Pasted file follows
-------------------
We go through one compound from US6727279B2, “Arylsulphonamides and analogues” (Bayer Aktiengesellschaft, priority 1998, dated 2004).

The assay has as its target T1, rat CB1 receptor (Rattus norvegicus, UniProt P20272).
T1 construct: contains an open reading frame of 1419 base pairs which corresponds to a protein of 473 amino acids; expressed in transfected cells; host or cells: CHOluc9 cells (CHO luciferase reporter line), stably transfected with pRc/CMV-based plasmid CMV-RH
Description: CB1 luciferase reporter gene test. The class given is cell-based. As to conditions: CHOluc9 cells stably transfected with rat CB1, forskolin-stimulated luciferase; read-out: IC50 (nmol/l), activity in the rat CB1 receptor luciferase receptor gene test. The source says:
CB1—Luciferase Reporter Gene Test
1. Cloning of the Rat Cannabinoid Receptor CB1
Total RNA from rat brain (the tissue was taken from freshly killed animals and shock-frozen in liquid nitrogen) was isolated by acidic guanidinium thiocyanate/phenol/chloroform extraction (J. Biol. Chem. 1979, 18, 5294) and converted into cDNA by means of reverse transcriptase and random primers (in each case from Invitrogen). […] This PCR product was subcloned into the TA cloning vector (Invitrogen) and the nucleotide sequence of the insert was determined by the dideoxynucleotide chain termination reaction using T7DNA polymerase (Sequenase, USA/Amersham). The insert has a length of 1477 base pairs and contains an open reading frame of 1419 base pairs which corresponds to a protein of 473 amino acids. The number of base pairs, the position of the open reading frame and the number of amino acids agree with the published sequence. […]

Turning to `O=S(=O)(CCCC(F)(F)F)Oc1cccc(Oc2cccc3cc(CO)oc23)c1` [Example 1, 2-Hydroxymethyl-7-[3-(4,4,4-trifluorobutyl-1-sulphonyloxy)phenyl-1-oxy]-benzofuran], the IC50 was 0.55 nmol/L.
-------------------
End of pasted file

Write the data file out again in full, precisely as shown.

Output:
We go through one compound from US6727279B2, “Arylsulphonamides and analogues” (Bayer Aktiengesellschaft, priority 1998, dated 2004).

The assay has as its target T1, rat CB1 receptor (Rattus norvegicus, UniProt P20272).
T1 construct: contains an open reading frame of 1419 base pairs which corresponds to a protein of 473 amino acids; expressed in transfected cells; host or cells: CHOluc9 cells (CHO luciferase reporter line), stably transfected with pRc/CMV-based plasmid CMV-RH
Description: CB1 luciferase reporter gene test. The class given is cell-based. As to conditions: CHOluc9 cells stably transfected with rat CB1, forskolin-stimulated luciferase; read-out: IC50 (nmol/l), activity in the rat CB1 receptor luciferase receptor gene test. The source says:
CB1—Luciferase Reporter Gene Test
1. Cloning of the Rat Cannabinoid Receptor CB1
Total RNA from rat brain (the tissue was taken from freshly killed animals and shock-frozen in liquid nitrogen) was isolated by acidic guanidinium thiocyanate/phenol/chloroform extraction (J. Biol. Chem. 1979, 18, 5294) and converted into cDNA by means of reverse transcriptase and random primers (in each case from Invitrogen). […] This PCR product was subcloned into the TA cloning vector (Invitrogen) and the nucleotide sequence of the insert was determined by the dideoxynucleotide chain termination reaction using T7DNA polymerase (Sequenase, USA/Amersham). The insert has a length of 1477 base pairs and contains an open reading frame of 1419 base pairs which corresponds to a protein of 473 amino acids. The number of base pairs, the position of the open reading frame and the number of amino acids agree with the published sequence. […]

Turning to `O=S(=O)(CCCC(F)(F)F)Oc1cccc(Oc2cccc3cc(CO)oc23)c1` [Example 1, 2-Hydroxymethyl-7-[3-(4,4,4-trifluorobutyl-1-sulphonyloxy)phenyl-1-oxy]-benzofuran], the IC50 was 0.55 nmol/L.